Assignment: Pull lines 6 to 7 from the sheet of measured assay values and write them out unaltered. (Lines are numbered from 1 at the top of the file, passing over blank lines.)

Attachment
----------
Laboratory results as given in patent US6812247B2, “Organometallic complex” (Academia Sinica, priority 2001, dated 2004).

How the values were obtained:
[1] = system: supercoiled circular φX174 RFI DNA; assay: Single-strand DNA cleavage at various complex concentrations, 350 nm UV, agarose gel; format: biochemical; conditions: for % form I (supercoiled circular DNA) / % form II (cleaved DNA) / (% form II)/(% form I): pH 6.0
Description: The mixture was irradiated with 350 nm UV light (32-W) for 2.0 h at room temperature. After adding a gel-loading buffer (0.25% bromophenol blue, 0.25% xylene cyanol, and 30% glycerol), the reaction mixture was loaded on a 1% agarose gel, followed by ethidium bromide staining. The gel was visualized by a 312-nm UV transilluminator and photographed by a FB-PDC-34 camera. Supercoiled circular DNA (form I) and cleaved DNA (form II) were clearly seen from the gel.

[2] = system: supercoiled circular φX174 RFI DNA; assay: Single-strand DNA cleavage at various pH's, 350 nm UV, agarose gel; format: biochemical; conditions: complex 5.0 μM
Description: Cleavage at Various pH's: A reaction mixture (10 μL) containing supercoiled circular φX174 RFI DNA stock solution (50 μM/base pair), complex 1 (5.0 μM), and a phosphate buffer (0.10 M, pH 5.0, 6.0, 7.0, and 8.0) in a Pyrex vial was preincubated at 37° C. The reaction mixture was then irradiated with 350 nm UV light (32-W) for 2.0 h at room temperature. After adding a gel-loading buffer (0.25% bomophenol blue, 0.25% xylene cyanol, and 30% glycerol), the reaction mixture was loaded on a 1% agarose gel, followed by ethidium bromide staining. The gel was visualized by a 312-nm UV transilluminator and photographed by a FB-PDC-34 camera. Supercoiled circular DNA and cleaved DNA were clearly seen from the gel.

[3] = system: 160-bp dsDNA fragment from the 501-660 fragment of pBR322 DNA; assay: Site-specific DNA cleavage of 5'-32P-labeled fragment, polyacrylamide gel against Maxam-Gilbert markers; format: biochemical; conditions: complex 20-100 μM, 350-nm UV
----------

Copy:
Description: Cleavage at Various pH's: A reaction mixture (10 μL) containing supercoiled circular φX174 RFI DNA stock solution (50 μM/base pair), complex 1 (5.0 μM), and a phosphate buffer (0.10 M, pH 5.0, 6.0, 7.0, and 8.0) in a Pyrex vial was preincubated at 37° C. The reaction mixture was then irradiated with 350 nm UV light (32-W) for 2.0 h at room temperature. After adding a gel-loading buffer (0.25% bomophenol blue, 0.25% xylene cyanol, and 30% glycerol), the reaction mixture was loaded on a 1% agarose gel, followed by ethidium bromide staining. The gel was visualized by a 312-nm UV transilluminator and photographed by a FB-PDC-34 camera. Supercoiled circular DNA and cleaved DNA were clearly seen from the gel.

[3] = system: 160-bp dsDNA fragment from the 501-660 fragment of pBR322 DNA; assay: Site-specific DNA cleavage of 5'-32P-labeled fragment, polyacrylamide gel against Maxam-Gilbert markers; format: biochemical; conditions: complex 20-100 μM, 350-nm UV